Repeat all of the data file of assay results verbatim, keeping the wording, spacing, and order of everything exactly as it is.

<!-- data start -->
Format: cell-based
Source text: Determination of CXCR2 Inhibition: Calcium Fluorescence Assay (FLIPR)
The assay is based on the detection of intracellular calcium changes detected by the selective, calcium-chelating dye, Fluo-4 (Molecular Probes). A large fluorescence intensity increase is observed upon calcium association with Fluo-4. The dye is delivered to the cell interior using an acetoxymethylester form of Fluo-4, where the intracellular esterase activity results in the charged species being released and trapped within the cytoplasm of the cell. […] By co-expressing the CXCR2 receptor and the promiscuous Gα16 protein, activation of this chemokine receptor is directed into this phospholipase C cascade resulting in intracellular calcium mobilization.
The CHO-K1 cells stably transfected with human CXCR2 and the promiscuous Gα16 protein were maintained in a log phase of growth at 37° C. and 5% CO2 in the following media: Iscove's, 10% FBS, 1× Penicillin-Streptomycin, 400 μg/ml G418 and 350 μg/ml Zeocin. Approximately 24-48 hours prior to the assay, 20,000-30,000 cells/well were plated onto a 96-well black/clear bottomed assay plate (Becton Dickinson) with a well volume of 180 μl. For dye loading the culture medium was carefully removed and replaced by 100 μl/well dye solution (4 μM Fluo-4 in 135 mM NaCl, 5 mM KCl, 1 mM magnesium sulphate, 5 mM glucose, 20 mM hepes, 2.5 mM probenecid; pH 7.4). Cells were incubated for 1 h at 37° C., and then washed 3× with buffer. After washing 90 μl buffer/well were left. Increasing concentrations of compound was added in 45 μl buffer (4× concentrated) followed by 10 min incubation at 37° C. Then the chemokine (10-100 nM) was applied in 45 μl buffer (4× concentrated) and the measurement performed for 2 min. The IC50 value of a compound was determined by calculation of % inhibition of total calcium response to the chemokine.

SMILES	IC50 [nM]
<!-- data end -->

Format: cell-based
Source text: Determination of CXCR2 Inhibition: Calcium Fluorescence Assay (FLIPR)
The assay is based on the detection of intracellular calcium changes detected by the selective, calcium-chelating dye, Fluo-4 (Molecular Probes). A large fluorescence intensity increase is observed upon calcium association with Fluo-4. The dye is delivered to the cell interior using an acetoxymethylester form of Fluo-4, where the intracellular esterase activity results in the charged species being released and trapped within the cytoplasm of the cell. […] By co-expressing the CXCR2 receptor and the promiscuous Gα16 protein, activation of this chemokine receptor is directed into this phospholipase C cascade resulting in intracellular calcium mobilization.
The CHO-K1 cells stably transfected with human CXCR2 and the promiscuous Gα16 protein were maintained in a log phase of growth at 37° C. and 5% CO2 in the following media: Iscove's, 10% FBS, 1× Penicillin-Streptomycin, 400 μg/ml G418 and 350 μg/ml Zeocin. Approximately 24-48 hours prior to the assay, 20,000-30,000 cells/well were plated onto a 96-well black/clear bottomed assay plate (Becton Dickinson) with a well volume of 180 μl. For dye loading the culture medium was carefully removed and replaced by 100 μl/well dye solution (4 μM Fluo-4 in 135 mM NaCl, 5 mM KCl, 1 mM magnesium sulphate, 5 mM glucose, 20 mM hepes, 2.5 mM probenecid; pH 7.4). Cells were incubated for 1 h at 37° C., and then washed 3× with buffer. After washing 90 μl buffer/well were left. Increasing concentrations of compound was added in 45 μl buffer (4× concentrated) followed by 10 min incubation at 37° C. Then the chemokine (10-100 nM) was applied in 45 μl buffer (4× concentrated) and the measurement performed for 2 min. The IC50 value of a compound was determined by calculation of % inhibition of total calcium response to the chemokine.

SMILES	IC50 [nM]